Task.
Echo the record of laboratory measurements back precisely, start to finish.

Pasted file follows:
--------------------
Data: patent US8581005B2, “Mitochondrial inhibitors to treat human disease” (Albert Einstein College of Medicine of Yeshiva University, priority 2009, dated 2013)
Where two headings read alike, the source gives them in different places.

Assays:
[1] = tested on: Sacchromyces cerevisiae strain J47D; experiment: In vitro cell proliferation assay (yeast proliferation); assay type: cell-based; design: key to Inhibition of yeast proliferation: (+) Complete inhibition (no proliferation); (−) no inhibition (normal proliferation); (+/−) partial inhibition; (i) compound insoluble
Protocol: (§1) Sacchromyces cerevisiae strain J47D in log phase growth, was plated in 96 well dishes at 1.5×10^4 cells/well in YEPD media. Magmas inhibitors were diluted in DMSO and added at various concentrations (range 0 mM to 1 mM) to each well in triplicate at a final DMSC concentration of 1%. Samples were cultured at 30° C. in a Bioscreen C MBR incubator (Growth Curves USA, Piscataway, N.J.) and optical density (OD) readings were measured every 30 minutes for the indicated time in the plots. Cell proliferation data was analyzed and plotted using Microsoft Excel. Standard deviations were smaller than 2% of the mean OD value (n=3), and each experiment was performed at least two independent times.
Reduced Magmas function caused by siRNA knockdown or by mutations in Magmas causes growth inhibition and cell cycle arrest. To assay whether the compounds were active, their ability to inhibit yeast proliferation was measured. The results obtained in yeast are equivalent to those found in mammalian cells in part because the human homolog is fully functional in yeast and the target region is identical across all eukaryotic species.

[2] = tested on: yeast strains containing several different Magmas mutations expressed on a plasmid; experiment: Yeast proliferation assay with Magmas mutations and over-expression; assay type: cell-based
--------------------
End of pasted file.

Data: patent US8581005B2, “Mitochondrial inhibitors to treat human disease” (Albert Einstein College of Medicine of Yeshiva University, priority 2009, dated 2013)
Where two headings read alike, the source gives them in different places.

Assays:
[1] = tested on: Sacchromyces cerevisiae strain J47D; experiment: In vitro cell proliferation assay (yeast proliferation); assay type: cell-based; design: key to Inhibition of yeast proliferation: (+) Complete inhibition (no proliferation); (−) no inhibition (normal proliferation); (+/−) partial inhibition; (i) compound insoluble
Protocol: (§1) Sacchromyces cerevisiae strain J47D in log phase growth, was plated in 96 well dishes at 1.5×10^4 cells/well in YEPD media. Magmas inhibitors were diluted in DMSO and added at various concentrations (range 0 mM to 1 mM) to each well in triplicate at a final DMSC concentration of 1%. Samples were cultured at 30° C. in a Bioscreen C MBR incubator (Growth Curves USA, Piscataway, N.J.) and optical density (OD) readings were measured every 30 minutes for the indicated time in the plots. Cell proliferation data was analyzed and plotted using Microsoft Excel. Standard deviations were smaller than 2% of the mean OD value (n=3), and each experiment was performed at least two independent times.
Reduced Magmas function caused by siRNA knockdown or by mutations in Magmas causes growth inhibition and cell cycle arrest. To assay whether the compounds were active, their ability to inhibit yeast proliferation was measured. The results obtained in yeast are equivalent to those found in mammalian cells in part because the human homolog is fully functional in yeast and the target region is identical across all eukaryotic species.

[2] = tested on: yeast strains containing several different Magmas mutations expressed on a plasmid; experiment: Yeast proliferation assay with Magmas mutations and over-expression; assay type: cell-based